5. Tiffany Dryburgh permalink
    February 10, 2014 5:21 pm

    Wow! I love this story! I am so happy to hear how well you feel and how much energy you have and I have to say it really does show in your “after” photo. You look like you could take on the world. Brilliant!

  6. LittleBigGirl permalink
    February 11, 2014 3:33 pm

    I really love the word “thrive.” I’m going to make it one of my new mantras. 🙂

    I definitely want to make sure I am giving my body enough, and enough of what it needs…but I am positively loathe to count calories. Intuitive eating doesn’t work for me these days because my medication makes my appetite non-existent. Essentially, my intuition is saying ‘ugh, food bleh’ while my stomach is cramping in hunger and I’m feeling lightheaded. 😦

    Does anyone have any advice?

    • Neeva permalink
      February 12, 2014 1:26 pm

      If intuition doesn’t work you could try structure. Decide on a number of meals to have every day and roughly the time and amounts. Maybe set yourself an alarm. As always start slow, maybe one meal a day.
      Michelle from TheFatNutrionist has a row of great posts about meals and structure:

      • February 17, 2014 11:18 am

        I agree with Neeva. If you aren’t comfortable counting calories, I think that doing some research and really learning what 2500 calories (or however many is above your BMR) looks like is an option. Just Google 2500 (or whatever) calorie menu and see what comes up. The USDA’s My Plate website has a very basic broken down menu plan for calorie counts up to 3200 that looks like: breakfast: 2 cups grain, 1 cup dairy, 1 cup fruit etc. without telling you what to eat. That might help?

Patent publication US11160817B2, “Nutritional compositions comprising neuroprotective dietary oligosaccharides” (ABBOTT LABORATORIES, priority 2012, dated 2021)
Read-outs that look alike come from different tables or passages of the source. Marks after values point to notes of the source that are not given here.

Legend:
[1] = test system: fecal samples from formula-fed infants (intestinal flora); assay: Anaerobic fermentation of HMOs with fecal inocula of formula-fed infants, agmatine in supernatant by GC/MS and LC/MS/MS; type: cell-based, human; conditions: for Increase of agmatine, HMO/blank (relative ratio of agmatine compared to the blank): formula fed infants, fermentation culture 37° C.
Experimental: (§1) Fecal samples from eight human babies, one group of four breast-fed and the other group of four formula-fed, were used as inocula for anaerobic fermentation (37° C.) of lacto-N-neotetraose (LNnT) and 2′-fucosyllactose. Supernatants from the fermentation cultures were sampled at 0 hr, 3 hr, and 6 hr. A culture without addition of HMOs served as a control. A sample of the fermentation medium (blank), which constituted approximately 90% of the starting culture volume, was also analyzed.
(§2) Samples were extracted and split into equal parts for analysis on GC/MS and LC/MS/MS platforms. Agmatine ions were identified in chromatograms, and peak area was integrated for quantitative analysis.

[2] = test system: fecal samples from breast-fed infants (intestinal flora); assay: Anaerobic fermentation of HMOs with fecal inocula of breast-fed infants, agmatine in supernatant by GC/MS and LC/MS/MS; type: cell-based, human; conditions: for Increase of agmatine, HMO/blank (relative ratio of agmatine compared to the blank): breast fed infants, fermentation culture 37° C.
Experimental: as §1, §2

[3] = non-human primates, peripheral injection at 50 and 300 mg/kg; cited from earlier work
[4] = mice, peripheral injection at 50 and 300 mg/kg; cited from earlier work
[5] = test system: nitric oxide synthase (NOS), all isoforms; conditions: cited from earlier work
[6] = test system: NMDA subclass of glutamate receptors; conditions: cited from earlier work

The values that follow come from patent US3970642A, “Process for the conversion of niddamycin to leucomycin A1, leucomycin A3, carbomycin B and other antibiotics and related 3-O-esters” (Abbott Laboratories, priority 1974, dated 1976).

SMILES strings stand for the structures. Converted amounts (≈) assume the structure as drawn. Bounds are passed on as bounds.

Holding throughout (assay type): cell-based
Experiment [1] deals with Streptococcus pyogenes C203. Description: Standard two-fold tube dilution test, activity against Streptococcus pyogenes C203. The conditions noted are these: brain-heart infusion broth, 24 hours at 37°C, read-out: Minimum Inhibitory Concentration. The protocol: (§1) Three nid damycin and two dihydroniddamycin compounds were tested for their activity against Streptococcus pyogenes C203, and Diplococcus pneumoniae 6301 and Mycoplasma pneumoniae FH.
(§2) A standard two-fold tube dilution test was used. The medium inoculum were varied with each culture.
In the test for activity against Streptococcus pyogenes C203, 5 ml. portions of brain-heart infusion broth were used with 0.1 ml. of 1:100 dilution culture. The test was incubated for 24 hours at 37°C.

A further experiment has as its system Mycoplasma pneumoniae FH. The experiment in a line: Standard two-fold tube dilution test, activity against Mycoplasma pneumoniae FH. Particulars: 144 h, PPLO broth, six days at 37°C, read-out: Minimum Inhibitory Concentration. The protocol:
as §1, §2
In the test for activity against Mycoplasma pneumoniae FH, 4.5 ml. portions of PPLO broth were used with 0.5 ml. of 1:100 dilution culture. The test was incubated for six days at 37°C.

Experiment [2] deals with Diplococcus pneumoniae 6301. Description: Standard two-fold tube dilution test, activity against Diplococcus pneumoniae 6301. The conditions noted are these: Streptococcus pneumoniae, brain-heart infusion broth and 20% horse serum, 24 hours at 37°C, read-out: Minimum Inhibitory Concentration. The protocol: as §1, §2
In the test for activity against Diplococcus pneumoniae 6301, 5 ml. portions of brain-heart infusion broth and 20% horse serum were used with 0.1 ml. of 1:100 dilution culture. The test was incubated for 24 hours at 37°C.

7. DessertFirst permalink
    February 18, 2014 9:27 pm

    Thank you for this series — it’s very inspirational to me, as a recovering dieter. One thing I notice: when I click on either of your two photos to see them up close, both close-ups seem to be of the picture on the left. Anyway, great series, and I wish you continued success. Maybe one day I’ll have the courage to do the same.

  8. jackie permalink
    July 12, 2015 10:54 am

    This is an older post..but I am thrilled to have seen it and hopee you are doing well! I restricted for a year due to gastro problems.I could not wrap my head around needing 2500 calories,I lost 25 pounds in a month but then stayed the same for months,despite eating way under 1000 calories a day and I am considered overweight by BMI.My digestion was bad,I was depressed and exhausted…..within two days of upping my calories,I am feeling better.I have seen multiple doctors but because I was not skinny,not one addressed nutrition…and I told them how little I was eating…finally found help on the internet…..good luck to everyone and just eat the darn food!